Cops Serve as a Keystone To China's Shaky Future
FOR one former Beijing policeman, memories of the 1989 Tiananmen Square protests that crescendoed to the brutal military crackdown are still sharp: standing, arms interlocked with other police, staring down student demonstrators, using weapons for the first time, and mounting machine guns on police station roofs out of fear of attack.Skip to next paragraph
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''If I were in the position of the government, I would have done the exact same thing,'' says the former officer about the Army's massacre of unarmed students and citizens on June 3 and 4.
Six years after being ordered to turn on their own citizens, China's security forces -- the People's Liberation Army, the paramilitary People's Armed Police (PAP), and the Public Security Bureau or police -- are as troubled and uneasy as the society they are pledged to preserve.
Still, in a moment of reflection, the former cop wonders about the fate of the student leaders and dissidents who fled China in the aftermath, especially Fang Lizhi, the astrophysicist who took refuge in the US Embassy and was later allowed to seek exile in the United States.
''He was so outspoken and brave to tell the truth,'' the 15-year police veteran, who resigned last year, says with admiration.
The police in China today are in a quandary. Official corruption in China has become so pervasive, it has vitiated police relations with communities and darkened the daily lives of many Chinese. Increasingly, press reports claim, the Army is thrust into situations at odds with the police and is often needed to intervene in disputes between civilians and local police.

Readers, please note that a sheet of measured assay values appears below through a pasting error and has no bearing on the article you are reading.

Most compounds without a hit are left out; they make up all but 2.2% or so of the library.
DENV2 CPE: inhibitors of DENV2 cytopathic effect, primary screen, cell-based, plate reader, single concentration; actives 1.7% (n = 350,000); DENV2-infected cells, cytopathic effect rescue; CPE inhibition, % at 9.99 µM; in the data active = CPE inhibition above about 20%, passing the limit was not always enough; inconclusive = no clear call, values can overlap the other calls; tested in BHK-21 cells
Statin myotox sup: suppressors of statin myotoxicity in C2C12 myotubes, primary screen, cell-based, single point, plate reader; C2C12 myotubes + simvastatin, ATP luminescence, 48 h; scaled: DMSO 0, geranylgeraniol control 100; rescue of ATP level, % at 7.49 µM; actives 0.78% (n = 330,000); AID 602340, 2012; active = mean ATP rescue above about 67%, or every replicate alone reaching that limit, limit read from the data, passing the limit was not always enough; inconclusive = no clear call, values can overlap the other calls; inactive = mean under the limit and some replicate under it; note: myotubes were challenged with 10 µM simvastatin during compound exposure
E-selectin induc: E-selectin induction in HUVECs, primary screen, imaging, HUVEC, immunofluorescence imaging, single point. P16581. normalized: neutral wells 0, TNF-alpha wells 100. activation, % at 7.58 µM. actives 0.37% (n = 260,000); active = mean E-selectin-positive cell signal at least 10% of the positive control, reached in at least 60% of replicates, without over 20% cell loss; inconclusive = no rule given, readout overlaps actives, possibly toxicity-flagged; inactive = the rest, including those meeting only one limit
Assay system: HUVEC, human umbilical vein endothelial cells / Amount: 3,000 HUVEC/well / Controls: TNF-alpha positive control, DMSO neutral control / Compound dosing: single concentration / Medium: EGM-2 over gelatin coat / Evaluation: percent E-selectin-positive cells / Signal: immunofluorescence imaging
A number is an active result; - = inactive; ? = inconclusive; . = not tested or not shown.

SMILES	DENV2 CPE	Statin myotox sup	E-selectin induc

As the ruling Communists wrestle over succession to ailing leader Deng Xiaoping, the military, paramilitary, and secret police are poised as key powerbrokers in the struggle and divided by loyalties to rival politicians. At the same time, crime is overwhelming cities and rural areas and demoralizing and sweeping police into gambling, prostitution, and drugs.
''The situation is helpless. Corruption is too widespread,'' says a former officer who served 10 years in the Beijing police and now drives a taxi. ''The Public Security Bureau is not very good at cracking crime cases because it's hard to get people to show any initiative.''
''There is lots of scope for friction among the security forces,'' says a Western military official in Beijing. ''The element of trust that should exist between a country and the police seems to be going down steadily in China.''
As the sixth anniversary of the Tiananmen Square unrest approaches Sunday, the Chinese police have again been called on to stifle dissent. A series of petitions urging a more open political system and a reassessment of the 1989 unrest has produced the most sustained pro-democracy drive since then. Several prominent activists across China have been arrested or questioned during the last two weeks.
Those dark days after martial law and the military massacre rent the Army and, analysts believe, led to the court-martial and even execution of several hundred officers, remain extremely sensitive among military officials. Indeed, in the interest of maintaining a united front, leaders are unlikely to reopen such a divisive issue in the near future, analysts say.
What did emerge from the 1989 turmoil was revival of the armed police as the premier security force. Estimated to number 800,000 to 1 million, about the size of the Army, the paramilitary police now get the best recruits, training, and equipment in order to maintain Communist control. ''PAP troops will do their utmost for the nation's stability,'' Armed Police Commander Ba Zhongtan, was quoted as saying by the New China News Agency.